I type this post mere hours before the first set of polls close on election day, and I must admit that I’m as nostalgic as I am anxious. Nancy and I were discussing our electoral journey last night, and we think we might number among the first half-dozen or so volunteers for the Mitt effort – dating back to a memorable phone call two days after George Bush won re-election. Seven years ago this Fall, I met with Mitt for the first time to explain that – yes – he could win the evangelical vote. Tonight, while we don’t yet know the outcome, we do know that evangelicals will turn out for this Mormon from Massachusetts in overwhelming numbers. It will be a deeply gratifying moment.
It’s hard to describe the amount of effort since those first calls and meetings — working until it hurt; giving until it hurt; and through it all doing so in the company of great friends, old and new.
The memories come flooding back . . .
-Of speaking to a living room-full of Tennessee evangelicals (fundamentalists, really) in February 2006 to convince them to give up a weekend to go to Memphis to vote in the first straw poll of last election cycle for “Matt Romney? Who’s Matt Romney?” and following up with the now-familiar bio of a man of integrity who knows how to turn things around;
-Of taking two young kids with pink eye to the Southern Republican Leadership Conference and watching the hand out buttons while our fledgling Evangelicals for Mitt crew organized a motley strike force of Memphis Mormons, Jackson Baptists, and Nashville Church of Christers to shock the political world (and Mitt!) with a second place finish;
-Of countless conversations with “I ain’t gonna vote for a Mormon” southern evangelicals — all of whom ended up enthusiastically supporting Mitt;
-Of Nancy and I giving up our last weekend before my Iraq deployment to win the Values Voter 2007 straw poll — only to see Nancy thrown out of the conference and physically confronted by irate Huckabee supporters;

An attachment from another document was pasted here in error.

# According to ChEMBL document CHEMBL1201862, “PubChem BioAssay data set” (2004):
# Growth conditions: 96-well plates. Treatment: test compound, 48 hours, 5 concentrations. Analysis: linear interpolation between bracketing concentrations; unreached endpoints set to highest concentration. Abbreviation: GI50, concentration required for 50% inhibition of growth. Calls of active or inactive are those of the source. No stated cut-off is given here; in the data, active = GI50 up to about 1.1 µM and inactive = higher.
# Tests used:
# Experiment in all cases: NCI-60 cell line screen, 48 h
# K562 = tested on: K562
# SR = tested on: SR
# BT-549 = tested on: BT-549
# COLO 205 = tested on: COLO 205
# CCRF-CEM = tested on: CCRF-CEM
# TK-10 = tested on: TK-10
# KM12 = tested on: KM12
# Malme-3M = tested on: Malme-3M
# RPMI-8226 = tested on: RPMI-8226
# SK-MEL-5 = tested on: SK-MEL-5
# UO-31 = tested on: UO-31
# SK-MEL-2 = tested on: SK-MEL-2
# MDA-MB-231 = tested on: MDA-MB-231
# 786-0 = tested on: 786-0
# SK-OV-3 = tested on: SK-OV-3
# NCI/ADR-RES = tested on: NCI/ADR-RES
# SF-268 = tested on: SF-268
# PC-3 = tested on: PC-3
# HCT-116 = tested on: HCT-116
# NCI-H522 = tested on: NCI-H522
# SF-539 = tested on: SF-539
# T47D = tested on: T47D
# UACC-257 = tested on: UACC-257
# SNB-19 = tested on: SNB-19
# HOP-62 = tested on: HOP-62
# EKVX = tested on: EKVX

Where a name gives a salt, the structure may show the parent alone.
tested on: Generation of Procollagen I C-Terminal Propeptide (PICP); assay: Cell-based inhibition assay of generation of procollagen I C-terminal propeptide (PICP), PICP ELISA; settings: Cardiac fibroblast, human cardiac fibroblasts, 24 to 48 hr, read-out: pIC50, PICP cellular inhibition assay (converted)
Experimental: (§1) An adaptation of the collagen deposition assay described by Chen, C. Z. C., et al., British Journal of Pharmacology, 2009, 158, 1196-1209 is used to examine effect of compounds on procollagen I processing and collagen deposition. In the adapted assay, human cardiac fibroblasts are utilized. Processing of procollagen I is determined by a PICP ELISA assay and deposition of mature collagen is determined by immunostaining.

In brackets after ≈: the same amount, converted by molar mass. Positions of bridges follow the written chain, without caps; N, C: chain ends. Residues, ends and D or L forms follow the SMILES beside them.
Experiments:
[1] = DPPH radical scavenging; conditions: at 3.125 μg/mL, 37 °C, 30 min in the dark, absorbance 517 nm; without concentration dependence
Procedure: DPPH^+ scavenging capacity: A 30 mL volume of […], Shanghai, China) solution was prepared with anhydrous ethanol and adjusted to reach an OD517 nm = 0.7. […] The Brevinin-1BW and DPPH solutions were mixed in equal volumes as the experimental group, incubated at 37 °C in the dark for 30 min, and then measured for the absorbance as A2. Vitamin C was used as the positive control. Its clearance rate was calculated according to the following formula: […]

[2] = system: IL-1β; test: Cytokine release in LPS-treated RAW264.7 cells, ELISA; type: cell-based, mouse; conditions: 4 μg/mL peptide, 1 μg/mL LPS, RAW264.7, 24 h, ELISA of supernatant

-Of getting a gracious and kind gift and note from Mitt just before I left for Iraq and writing him a thank you note at 4:00 a.m. on the morning I left for war — expressing a hope that I would soon salute him as my commander-in-chief;
-Of the moment when Nancy messaged me in Iraq that Mitt had withdrawn from the race but knowing in my heart that the story was not over;
-Of Mitt and Ann reaching out to Nancy during the deployment, and Nancy enjoying a marvelous weekend with them in their Utah home;
-Of Nancy reporting that she lied to Romneys by telling him that she could ski (just so she could keep hanging out) and then almost injured Mitt on the slopes by tackling him out during an uncontrolled free fall;
-Of 1,000 No Apology books, 2,000 “We need a president who won’t break the bank” piggy banks, hundreds of piggy bank t-shirts, and some very clever “Burma Shave” signs (signs still in our garage);
-Of beating Ron Paul by one vote as the Ron Paul revolution rained profanities upon us;
-Of herculean efforts from dear friends to finance the effort and all their wisdom and moral guidance during times good and bad;
-Of a Time hit piece against Nancy, me and our Evangelical for Mitt friends;
-Of the hundreds of vile and vicious comments and hateful interactions that we endured during two primary contests — including efforts to destroy our careers and even physically intimidate Nancy, me, and even our children;
-Of the thousands more blessed and life-giving conversations with new Mormon friends as God orchestrated our efforts in surprising ways to build bridges of friendship, reconciliation, and understanding between evangelical and LDS;
-Of the dark days after South Carolina;
-Of the dark days after Colorado, Missouri, and Minnesota;
-Of the marvelous day when we gathered in Tampa to see a nomination that so many told us would never happen and to hear the thunderous applause of a conservative movement that pundits said would never unite;
-Of poll-watching, number-crunching, blogging, tweeting, and facebooking;
But most of all . . .
-Of two people, Mitt and Ann Romney, who took on an immense, years-long burden out of love this great nation, carried that burden with grace, integrity, and dignity, and have — at all times — made us proud to know them, support them, and do whatever we could — whether they be things great or small — to help them win.
Today’s outcome is — as it has always been — in God’s hands. On this fateful day I’m reminded of the words used by many of our nation’s leaders and founders — going back first, I believe, to the abolitionist John Jay: Duty is ours; consequences are God’s.
We have done our duty. Let’s see what God has in store.